are all built on hillsides, reminiscent of the days when the Greeks
had to protect themselves from the Turks.
first structure, which is now the western section of the present
church, was designed by Robert Hightower, a Grand Junction architect.
Gus Eliopoulos played a major role in collecting bids and overseeing
the construction project. On April 10, 1958, a contract was signed
with O.L. Hermans to start the building.
plan was to build a meeting hall where they could gather for social
events and liturgical services. Eventually they would build a
sanctuary, and in the orthodox custom, it would face the East.
Jouflas died in 1957 just before that first phase was completed. In
1958, St. Nicholas Greek Orthodox Church was incorporated in the State
of Colorado. That year it was also granted an ecclesiastical charter
from the Greek Orthodox Archdiocese of North and South America.
total cost of that initial project was $36,000, most of which was
raised through donations and memorial contributions from members of
the Greek Community. The $12,000 balance was paid off through proceeds
from the annual fundraisers.
drawings and models would be proposed for the remainder of the
project, but, for one reason or another, they would be put aside. They
remained put aside for nearly 40 years.
there were a lot of us because we were growing up. My generation was
growing up and there were a lot of the kids still around and that sort
of thing, and the families were still here and we had numbers. We just
sort of held a status quo.”
the late ‘50s, Pauline Sarantopoulis began teaching regular Sunday
school classes to the children.
was our first and only Sunday school teacher because she took our kids
... she took everybody’s kids ... and that’s where the nucleus is of
our going forward with everything.” Chris Jouflas
was Father Asimocopolos who helped to focus her efforts through his
encouragement and guidance. He arrived in the mid 60s. Father
Asimocopolos was a natural teacher, and his mentoring only increased
Pauline’s enthusiasm and love of teaching. That dedication became an
impetus for more formalized worship.
what the old timers saw ... and they were willing to do what they were
going to do when they saw this happen.” Chris Jouflas
community was still lacking regular weekly services with a priest, and
Pauline Sarantopoulos was particularly sensitive to this void.
just had a sadness because I felt that the doors should be opened on
Sunday. It troubled me that the doors were closed.” Pauline
she knew that they were destined to have a sanctuary for worship.
can remember standing at the very icons that are now at St. Nicholas
in the sanctuary, and standing there with the children in front of the
icon of Christ ... and over to the mother of God ... with this whole
little group of truly pious little souls ... untouched. I really would
feel that we could move forward.” Pauline Sarantoupolos
THE COMPLETION OF THE SANCTUARY
impetus to complete the building project presented itself in the
arrival of Dr. Bruce Ward, his wife, Rose, and their three children in
the late ‘60s.
wife is Armenian. Because of her Orthodox background we wanted our
children to have that Christian background. At that time the only
services that were here were on an occasional Saturday when a priest
would come from Price, Utah. This was in the late 60s. My children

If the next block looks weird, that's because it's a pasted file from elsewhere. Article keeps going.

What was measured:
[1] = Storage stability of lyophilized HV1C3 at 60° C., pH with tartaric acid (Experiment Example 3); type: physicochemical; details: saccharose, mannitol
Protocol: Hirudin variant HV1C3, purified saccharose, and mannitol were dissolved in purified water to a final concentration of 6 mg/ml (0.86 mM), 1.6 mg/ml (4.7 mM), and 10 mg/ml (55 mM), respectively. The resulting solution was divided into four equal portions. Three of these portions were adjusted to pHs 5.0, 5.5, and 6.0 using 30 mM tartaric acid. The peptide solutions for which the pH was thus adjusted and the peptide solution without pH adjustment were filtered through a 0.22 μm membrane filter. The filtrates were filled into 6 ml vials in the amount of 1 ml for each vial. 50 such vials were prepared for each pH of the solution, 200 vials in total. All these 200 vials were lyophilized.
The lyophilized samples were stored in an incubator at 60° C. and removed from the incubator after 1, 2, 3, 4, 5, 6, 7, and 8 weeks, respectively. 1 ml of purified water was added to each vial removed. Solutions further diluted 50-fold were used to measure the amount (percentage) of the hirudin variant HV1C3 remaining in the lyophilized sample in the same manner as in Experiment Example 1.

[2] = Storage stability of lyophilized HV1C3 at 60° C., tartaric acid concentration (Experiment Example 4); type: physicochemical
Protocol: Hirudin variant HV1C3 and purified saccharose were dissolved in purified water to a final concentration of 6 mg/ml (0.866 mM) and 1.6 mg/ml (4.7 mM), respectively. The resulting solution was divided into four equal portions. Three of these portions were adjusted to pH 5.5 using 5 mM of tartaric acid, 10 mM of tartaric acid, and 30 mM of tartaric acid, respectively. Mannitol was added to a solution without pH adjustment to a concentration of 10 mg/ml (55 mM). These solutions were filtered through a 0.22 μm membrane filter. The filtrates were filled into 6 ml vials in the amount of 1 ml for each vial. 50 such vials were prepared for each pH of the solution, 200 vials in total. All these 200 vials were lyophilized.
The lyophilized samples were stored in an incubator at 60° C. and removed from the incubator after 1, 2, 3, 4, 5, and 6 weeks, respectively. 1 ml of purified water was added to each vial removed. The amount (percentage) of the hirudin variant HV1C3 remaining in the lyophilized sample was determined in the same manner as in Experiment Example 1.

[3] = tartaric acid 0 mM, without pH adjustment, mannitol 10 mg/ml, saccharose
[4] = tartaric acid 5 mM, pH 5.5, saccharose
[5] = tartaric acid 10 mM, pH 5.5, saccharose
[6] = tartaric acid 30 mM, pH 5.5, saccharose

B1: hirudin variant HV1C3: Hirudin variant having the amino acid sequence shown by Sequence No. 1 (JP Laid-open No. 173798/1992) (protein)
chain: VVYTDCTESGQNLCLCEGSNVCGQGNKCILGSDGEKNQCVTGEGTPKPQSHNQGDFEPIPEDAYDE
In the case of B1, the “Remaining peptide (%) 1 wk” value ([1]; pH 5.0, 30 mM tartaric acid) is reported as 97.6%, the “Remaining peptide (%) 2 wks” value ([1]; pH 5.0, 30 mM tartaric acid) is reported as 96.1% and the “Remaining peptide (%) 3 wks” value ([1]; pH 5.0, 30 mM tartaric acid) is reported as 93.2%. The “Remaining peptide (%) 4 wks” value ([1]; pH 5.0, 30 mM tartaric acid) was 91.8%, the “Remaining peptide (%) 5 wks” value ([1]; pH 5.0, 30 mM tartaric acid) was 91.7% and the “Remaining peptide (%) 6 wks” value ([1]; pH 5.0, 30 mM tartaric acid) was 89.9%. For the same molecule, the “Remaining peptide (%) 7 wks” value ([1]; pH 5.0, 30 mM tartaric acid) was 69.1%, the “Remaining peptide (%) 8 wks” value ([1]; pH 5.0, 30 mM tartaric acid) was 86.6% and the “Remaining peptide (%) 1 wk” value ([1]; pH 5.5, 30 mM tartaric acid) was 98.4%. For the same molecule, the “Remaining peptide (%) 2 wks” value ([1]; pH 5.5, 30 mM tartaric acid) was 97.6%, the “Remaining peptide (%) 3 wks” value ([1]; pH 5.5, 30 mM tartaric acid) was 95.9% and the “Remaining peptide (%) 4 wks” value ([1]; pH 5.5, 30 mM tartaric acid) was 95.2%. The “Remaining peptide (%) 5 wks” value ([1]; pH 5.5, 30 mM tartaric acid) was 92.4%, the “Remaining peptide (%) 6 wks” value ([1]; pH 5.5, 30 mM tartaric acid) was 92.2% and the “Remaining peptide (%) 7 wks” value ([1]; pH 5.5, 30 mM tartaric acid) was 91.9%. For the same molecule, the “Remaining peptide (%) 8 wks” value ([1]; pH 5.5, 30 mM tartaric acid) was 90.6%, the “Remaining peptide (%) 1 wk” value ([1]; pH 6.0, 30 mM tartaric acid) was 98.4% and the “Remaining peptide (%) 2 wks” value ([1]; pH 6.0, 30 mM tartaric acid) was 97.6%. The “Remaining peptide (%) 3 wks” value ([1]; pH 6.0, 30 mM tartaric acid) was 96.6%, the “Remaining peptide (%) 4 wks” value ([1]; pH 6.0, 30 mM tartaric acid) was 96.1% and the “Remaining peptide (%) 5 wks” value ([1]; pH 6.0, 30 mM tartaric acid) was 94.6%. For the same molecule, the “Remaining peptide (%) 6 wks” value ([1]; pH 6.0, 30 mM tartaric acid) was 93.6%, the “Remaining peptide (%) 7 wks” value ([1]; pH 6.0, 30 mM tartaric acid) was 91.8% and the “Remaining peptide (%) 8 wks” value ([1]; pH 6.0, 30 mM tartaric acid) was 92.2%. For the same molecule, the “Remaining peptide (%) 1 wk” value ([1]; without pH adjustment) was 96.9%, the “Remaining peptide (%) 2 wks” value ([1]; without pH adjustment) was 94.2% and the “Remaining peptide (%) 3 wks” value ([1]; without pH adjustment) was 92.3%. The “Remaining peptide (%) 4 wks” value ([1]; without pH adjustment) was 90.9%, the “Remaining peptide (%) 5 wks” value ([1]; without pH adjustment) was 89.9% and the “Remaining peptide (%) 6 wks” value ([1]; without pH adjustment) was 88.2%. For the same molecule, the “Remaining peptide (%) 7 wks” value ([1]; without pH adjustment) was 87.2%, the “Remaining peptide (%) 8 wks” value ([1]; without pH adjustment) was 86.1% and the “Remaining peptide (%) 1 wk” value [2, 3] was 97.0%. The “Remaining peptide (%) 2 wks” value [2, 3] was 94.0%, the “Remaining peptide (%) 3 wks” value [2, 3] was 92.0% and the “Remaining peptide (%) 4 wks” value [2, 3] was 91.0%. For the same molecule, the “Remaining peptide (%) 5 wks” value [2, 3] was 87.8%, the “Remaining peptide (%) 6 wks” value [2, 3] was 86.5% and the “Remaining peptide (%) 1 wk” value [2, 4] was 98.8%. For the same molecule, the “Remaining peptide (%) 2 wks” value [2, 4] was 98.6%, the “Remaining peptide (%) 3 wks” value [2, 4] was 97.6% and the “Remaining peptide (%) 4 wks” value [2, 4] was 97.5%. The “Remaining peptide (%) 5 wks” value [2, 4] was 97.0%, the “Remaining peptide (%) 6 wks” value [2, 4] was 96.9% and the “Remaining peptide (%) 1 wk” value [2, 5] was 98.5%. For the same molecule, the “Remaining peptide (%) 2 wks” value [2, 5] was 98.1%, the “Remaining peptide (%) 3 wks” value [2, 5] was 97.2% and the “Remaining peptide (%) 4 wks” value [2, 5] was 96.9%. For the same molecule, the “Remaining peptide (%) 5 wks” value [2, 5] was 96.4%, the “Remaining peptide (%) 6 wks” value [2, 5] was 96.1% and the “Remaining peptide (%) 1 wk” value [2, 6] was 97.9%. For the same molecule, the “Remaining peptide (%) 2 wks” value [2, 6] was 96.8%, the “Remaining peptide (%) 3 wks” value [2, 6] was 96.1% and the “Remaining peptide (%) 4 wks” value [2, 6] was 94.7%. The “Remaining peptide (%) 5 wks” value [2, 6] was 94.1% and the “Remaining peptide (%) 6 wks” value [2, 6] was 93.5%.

were caught up in this, and so I got caught up in it.” Bruce Ward
was during Holy Week in 1970, when no one anticipated that a priest
would arrive for services, that Dr. Ward placed a phone call to the
archdiocese requesting that a priest be sent. The request was granted.
This was a significant accomplishment because during this particular
Holy Week there were about 15 churches in a 13-state area without a
in his innocence called and asked the archdiocese for a priest to be
sent here. That was the first time we ever had Holy Week here.”
was when Father Erenous Chures arrived. He was the first priest to
serve the community on a regular basis.
realized what a vacuum we’d been operating in. With Father Chures we
began to get focused and we didn’t want to give that up. We wanted
more.” Pauline Sarantopoulos
time was ripe to continue with their plans for the church project.
Steven Prodromidis encouraged the resumption of the building project
in the late ‘80s, and was closely involved in the planning. At that
point about $80,000 had been collected through donations over the
years. Whenever anyone sold anything, they would make a contribution
from their profits. Memorial contributions were another source of
community enlisted the services of Ed Chamberlain, a Grand Junction
architect, to draw up some plans, but progress again slowed when the
projected cost of the sanctuary came in at $350,000.
Jouflas then decided to contact his friend, Jim Wilson, who was a
local builder. Jim’s son, Trent, who worked with his father during the
summer, was studying architecture at Arizona State University.
said he could build it (the church) for $150,000, and I believed him.
And the thing was to get everybody else to believe him. And they did.
One evening we had a meeting and we said, ‘Why don’t we go ahead an
build it?’“ Chris Jouflas
so Jim and Trent Wilson were commissioned to design and build the
sanctuary. Trent assumed the task of researching Byzantine-style
architecture and the background of Greek church structures so that he
could draw up the plans for the new building.
couldn’t get anybody else to design the Byzantine style. I don’t know
if they could visualize what we wanted. But anyway, Trent got in there
with his dad and they started building ... no contract ... no lawyers
... just a mutual trust.” Chris Jouflas
began in April, 1991. The cost of the project eventually reached a
final total of $180,000. Though the Grand Junction community was just